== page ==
Euro Tour: Part 3
The RWB Company is taking Moulin Rouge® - The Ballet to the stages in Europe with a six week tour of Germany, The Netherlands, and Italy. Follow Katie Bonnell and Ryan Vetter of the Corps de Ballet as they explore Europe!
Missed the other entries? Find them here: Part 1, Part 2, Part 4
Checking in about halfway through the European tour! We have finished most of our shows in Germany, and are currently in the Nederlands.
The shows have been going really well! Things were running fairly smoothly, until Sophia rolled her ankle in the middle of our first performance in Schweinfurt. She had to limp offstage and we had to change the casting in the middle of the show. Now, she is back in Winnipeg. I made the joke that it feels like a reality game show, and there will only be a certain number of us by the time we actually come home. All jokes aside, that day was stressful, but everyone is staying healthy and happy.
The streets here are so beautiful, I went out walking a lot by myself (because that’s what I do) and I just love to look at the buildings. Everyone is loving trying the new food. There are so many great restaurants. It’s strange that you have to pay for water at a restaurant, but it doesn’t bother most of us because the beer is cheaper anyway.
The audiences seem to really enjoy the show. The curtain comes in after our normal amount of bows are finished, and it’s clear they are not done clapping, so we open it again and we do a few more bows. It feels really good to get the appreciation from other countries. It makes us feel like superstars!
We are all having a fabulous time representing the RWB abroad! More to come!
Guten tag from Germany! We have officially been overseas for 3 weeks and are leaving Germany behind to start the Holland phase of our tour. I still can’t quite believe that we are performing in Europe; this has been a dream of mine for years and let me tell you, it has not disappointed me yet. We had a bit of a rocky start with a missed connection and an unexpected stop in England on our way here, but it’s been smooth sailing ever since.
This is my first time travelling to Germany (and Europe in general) so I had no idea what to expect. Here are a few things I’ve noticed that are different here compared to Canada:
1. The hotel beds are tiny!! Maybe this is a Europe-wide phenomenon (I’ll keep you posted), but they feel smaller than a twin. As someone who as a tendency to sprawl and move around a lot in my sleep, not falling out of the bed was my biggest challenge during our first week. 7 hour time difference? Piece of cake! Sleeping? Not so much. I shouldn’t complain; at least I’m not 6’ or taller like some of our male dancers.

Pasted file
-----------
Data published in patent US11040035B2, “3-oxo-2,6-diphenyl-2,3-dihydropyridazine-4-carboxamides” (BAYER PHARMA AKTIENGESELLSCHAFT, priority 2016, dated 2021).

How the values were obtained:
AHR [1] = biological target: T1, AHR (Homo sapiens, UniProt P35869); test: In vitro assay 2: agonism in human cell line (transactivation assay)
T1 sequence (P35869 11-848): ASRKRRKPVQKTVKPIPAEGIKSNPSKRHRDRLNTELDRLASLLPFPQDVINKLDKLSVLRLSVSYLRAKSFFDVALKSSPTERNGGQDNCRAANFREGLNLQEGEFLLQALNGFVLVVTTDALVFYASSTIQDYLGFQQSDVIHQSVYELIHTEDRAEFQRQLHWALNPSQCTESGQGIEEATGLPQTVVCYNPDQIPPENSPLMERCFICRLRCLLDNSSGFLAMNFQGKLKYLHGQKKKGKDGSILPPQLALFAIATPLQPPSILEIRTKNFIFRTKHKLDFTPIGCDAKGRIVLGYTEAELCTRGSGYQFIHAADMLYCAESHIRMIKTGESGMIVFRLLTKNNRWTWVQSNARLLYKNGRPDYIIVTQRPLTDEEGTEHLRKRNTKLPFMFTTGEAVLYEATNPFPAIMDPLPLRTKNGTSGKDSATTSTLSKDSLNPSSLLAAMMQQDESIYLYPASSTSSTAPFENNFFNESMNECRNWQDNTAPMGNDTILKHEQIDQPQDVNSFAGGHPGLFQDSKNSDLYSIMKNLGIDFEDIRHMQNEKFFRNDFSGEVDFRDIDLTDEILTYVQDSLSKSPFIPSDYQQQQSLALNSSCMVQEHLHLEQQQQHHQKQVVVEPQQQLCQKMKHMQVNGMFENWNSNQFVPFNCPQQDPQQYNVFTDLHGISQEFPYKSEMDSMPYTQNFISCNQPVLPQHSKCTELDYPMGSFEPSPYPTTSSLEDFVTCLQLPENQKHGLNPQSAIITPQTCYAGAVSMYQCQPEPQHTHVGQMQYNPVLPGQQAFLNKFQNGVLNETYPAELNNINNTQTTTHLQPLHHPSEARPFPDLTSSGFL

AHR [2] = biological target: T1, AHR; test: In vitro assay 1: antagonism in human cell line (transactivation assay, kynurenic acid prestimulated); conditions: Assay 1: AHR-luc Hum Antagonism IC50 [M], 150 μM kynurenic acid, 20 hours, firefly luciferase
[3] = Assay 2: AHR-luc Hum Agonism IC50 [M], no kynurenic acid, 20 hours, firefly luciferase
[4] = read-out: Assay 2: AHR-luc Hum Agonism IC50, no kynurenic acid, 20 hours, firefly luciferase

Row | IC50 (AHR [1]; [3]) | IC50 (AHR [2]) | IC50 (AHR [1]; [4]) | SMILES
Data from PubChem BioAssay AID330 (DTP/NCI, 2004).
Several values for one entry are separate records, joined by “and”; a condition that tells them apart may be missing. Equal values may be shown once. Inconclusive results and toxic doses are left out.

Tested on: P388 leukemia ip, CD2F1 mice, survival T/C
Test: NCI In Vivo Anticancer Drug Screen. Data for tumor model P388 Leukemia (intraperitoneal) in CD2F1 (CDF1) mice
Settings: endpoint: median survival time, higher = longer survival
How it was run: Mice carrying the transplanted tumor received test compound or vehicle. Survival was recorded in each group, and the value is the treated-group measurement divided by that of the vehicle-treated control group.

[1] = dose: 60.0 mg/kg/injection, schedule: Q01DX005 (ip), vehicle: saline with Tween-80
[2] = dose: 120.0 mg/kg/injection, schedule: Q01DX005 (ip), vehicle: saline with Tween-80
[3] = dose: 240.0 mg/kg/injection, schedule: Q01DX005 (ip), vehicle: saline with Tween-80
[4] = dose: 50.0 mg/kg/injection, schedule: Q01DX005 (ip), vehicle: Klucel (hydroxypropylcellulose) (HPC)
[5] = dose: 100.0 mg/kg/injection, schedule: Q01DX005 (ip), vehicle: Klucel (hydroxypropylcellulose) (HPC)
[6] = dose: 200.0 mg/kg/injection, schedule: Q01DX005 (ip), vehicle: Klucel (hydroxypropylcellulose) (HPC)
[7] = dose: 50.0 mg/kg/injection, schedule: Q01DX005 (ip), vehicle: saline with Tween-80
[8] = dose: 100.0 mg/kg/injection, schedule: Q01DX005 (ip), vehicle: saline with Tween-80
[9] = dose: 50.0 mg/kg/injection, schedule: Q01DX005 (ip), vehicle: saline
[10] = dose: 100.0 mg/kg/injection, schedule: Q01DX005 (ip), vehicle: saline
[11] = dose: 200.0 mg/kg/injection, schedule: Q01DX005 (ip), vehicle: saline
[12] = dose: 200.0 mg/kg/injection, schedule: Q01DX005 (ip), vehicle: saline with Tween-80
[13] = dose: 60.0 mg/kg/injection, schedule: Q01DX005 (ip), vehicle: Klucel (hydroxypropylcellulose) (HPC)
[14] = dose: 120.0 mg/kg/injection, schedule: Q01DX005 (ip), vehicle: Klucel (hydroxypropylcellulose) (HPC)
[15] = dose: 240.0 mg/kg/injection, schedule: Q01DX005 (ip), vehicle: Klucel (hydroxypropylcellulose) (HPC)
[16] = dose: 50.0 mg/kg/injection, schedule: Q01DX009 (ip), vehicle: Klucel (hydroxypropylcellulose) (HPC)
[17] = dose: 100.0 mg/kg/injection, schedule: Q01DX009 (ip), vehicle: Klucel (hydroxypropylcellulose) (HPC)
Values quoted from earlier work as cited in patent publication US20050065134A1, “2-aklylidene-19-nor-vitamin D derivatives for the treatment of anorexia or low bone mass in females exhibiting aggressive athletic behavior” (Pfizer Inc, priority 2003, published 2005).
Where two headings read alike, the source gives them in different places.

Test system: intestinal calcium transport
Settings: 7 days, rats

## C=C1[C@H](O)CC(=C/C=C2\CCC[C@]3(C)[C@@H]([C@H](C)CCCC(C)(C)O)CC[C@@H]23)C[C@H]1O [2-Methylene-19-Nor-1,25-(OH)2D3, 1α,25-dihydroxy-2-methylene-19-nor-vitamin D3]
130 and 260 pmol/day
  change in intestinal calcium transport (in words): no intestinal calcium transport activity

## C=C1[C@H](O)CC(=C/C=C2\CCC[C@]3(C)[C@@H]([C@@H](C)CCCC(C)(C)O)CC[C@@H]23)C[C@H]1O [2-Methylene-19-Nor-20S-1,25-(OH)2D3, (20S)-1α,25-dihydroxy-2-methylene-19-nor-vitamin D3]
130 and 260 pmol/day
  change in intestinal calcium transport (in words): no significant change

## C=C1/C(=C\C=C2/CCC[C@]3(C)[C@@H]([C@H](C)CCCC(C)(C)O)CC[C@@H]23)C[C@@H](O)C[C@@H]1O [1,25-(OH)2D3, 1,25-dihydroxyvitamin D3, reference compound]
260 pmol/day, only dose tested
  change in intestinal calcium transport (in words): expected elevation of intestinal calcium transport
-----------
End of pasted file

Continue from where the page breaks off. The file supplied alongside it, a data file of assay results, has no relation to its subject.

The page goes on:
2. It is almost impossible to order food at the same time as your drink in a restaurant. Trust me, I’ve tried. Even if you are in a hurry, the majority of places will insist on bringing out your drinks before they take your food order.
3. The food here is amazing so it’s worth waiting for.
4. It is considered rude to ask for tap water. If you want a glass of water with your meal, you have a choice between ordering water with gas or without gas. Translation- still or sparkling.
5. Beer is cheaper than water. Not always, but most of the time. I don’t even drink beer and I noticed this.
6. Café patios are always quite full during the afternoons with people enjoying a coffee or beer and a cigarette, even though it’s only about 10-14 degrees Celsius. Several cafés and restaurants even provide blankets to either sit on or wrap yourself in so you aren’t too cold.
7. (Finally something not related to food culture) German audiences tend to not clap while anything is happening on stage. They wait until the music has stopped or until a dancer is taking a bow after performing a variation. This was a bit strange for us, especially with a show like Moulin Rouge - The Ballet where we love to get the audience going during the can-can scenes, but it’s out of respect for the performers which we can appreciate.
8. The architecture is completely different. Yes, there are certainly some more modern looking buildings here and there, but most of the buildings I’ve seen thus far older and exude the charm of a different era. Apartment buildings have shudders and vines growing up the walls. Shopping centres have stone carvings at the entrance. I’m in love with the architecture here.
The shows are going really well so far and I have loved getting to explore Germany. Stay tuned to see what The Netherlands has in store for us!